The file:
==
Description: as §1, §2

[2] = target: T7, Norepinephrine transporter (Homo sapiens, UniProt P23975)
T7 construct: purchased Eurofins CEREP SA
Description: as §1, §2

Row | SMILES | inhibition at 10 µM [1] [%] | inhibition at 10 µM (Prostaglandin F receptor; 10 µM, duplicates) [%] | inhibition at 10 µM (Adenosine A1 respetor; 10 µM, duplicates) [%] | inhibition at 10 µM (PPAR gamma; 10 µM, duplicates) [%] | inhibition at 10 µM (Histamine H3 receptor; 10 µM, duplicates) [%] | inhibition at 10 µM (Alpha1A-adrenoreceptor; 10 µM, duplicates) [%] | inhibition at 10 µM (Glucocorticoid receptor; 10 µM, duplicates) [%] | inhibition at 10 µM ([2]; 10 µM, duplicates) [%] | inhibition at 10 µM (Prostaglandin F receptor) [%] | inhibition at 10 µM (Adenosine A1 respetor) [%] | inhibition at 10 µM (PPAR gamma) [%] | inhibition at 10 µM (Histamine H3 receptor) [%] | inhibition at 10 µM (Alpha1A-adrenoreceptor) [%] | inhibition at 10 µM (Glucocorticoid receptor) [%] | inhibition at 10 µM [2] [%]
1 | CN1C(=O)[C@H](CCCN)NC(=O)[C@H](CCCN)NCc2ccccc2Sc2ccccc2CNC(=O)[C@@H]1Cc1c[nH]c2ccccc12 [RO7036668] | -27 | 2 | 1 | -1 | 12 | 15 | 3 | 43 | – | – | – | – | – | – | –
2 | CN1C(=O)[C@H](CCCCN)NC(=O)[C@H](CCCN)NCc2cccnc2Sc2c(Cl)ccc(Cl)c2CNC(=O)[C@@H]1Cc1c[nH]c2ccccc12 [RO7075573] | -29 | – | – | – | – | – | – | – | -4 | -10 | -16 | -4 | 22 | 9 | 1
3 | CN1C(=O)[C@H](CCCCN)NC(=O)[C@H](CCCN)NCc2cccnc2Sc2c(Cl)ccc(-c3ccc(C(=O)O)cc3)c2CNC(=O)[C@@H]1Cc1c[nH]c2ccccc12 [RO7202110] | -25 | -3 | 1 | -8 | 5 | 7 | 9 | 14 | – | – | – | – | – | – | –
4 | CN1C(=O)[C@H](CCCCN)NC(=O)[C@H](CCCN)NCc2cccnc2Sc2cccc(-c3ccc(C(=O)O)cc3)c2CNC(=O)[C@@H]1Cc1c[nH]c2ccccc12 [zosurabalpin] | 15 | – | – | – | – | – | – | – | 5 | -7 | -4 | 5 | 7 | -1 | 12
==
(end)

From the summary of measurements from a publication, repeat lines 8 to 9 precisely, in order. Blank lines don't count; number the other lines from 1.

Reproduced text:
3 | CN1C(=O)[C@H](CCCCN)NC(=O)[C@H](CCCN)NCc2cccnc2Sc2c(Cl)ccc(-c3ccc(C(=O)O)cc3)c2CNC(=O)[C@@H]1Cc1c[nH]c2ccccc12 [RO7202110] | -25 | -3 | 1 | -8 | 5 | 7 | 9 | 14 | – | – | – | – | – | – | –
4 | CN1C(=O)[C@H](CCCCN)NC(=O)[C@H](CCCN)NCc2cccnc2Sc2cccc(-c3ccc(C(=O)O)cc3)c2CNC(=O)[C@@H]1Cc1c[nH]c2ccccc12 [zosurabalpin] | 15 | – | – | – | – | – | – | – | 5 | -7 | -4 | 5 | 7 | -1 | 12